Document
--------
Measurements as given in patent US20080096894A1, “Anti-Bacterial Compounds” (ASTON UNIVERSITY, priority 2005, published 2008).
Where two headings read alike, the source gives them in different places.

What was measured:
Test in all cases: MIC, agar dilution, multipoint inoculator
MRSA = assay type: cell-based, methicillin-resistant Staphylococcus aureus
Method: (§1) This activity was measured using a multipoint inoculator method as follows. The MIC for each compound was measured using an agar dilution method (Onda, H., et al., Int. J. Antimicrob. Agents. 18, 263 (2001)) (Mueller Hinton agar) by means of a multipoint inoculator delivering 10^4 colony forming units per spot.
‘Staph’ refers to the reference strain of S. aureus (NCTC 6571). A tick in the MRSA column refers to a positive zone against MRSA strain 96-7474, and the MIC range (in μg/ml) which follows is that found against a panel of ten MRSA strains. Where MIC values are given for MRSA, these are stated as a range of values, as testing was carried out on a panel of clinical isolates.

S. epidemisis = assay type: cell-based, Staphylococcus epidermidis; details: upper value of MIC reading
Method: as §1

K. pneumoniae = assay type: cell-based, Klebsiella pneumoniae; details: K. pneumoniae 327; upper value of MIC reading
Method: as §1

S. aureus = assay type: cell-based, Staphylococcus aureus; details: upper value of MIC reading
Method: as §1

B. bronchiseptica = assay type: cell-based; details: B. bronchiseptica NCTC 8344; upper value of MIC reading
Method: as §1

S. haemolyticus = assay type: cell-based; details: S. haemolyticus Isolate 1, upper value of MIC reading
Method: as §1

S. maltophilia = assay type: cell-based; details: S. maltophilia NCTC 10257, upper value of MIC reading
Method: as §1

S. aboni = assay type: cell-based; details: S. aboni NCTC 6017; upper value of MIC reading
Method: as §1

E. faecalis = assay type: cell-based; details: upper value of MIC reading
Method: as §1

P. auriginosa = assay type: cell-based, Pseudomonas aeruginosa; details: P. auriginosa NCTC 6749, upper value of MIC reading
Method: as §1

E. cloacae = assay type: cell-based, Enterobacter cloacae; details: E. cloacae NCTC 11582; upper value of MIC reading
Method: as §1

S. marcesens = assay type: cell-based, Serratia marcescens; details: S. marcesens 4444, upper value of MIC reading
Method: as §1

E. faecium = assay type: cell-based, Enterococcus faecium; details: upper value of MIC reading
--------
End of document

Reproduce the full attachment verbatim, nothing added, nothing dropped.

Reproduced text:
Measurements as given in patent US20080096894A1, “Anti-Bacterial Compounds” (ASTON UNIVERSITY, priority 2005, published 2008).
Where two headings read alike, the source gives them in different places.

What was measured:
Test in all cases: MIC, agar dilution, multipoint inoculator
MRSA = assay type: cell-based, methicillin-resistant Staphylococcus aureus
Method: (§1) This activity was measured using a multipoint inoculator method as follows. The MIC for each compound was measured using an agar dilution method (Onda, H., et al., Int. J. Antimicrob. Agents. 18, 263 (2001)) (Mueller Hinton agar) by means of a multipoint inoculator delivering 10^4 colony forming units per spot.
‘Staph’ refers to the reference strain of S. aureus (NCTC 6571). A tick in the MRSA column refers to a positive zone against MRSA strain 96-7474, and the MIC range (in μg/ml) which follows is that found against a panel of ten MRSA strains. Where MIC values are given for MRSA, these are stated as a range of values, as testing was carried out on a panel of clinical isolates.

S. epidemisis = assay type: cell-based, Staphylococcus epidermidis; details: upper value of MIC reading
Method: as §1

K. pneumoniae = assay type: cell-based, Klebsiella pneumoniae; details: K. pneumoniae 327; upper value of MIC reading
Method: as §1

S. aureus = assay type: cell-based, Staphylococcus aureus; details: upper value of MIC reading
Method: as §1

B. bronchiseptica = assay type: cell-based; details: B. bronchiseptica NCTC 8344; upper value of MIC reading
Method: as §1

S. haemolyticus = assay type: cell-based; details: S. haemolyticus Isolate 1, upper value of MIC reading
Method: as §1

S. maltophilia = assay type: cell-based; details: S. maltophilia NCTC 10257, upper value of MIC reading
Method: as §1

S. aboni = assay type: cell-based; details: S. aboni NCTC 6017; upper value of MIC reading
Method: as §1

E. faecalis = assay type: cell-based; details: upper value of MIC reading
Method: as §1

P. auriginosa = assay type: cell-based, Pseudomonas aeruginosa; details: P. auriginosa NCTC 6749, upper value of MIC reading
Method: as §1

E. cloacae = assay type: cell-based, Enterobacter cloacae; details: E. cloacae NCTC 11582; upper value of MIC reading
Method: as §1

S. marcesens = assay type: cell-based, Serratia marcescens; details: S. marcesens 4444, upper value of MIC reading
Method: as §1

E. faecium = assay type: cell-based, Enterococcus faecium; details: upper value of MIC reading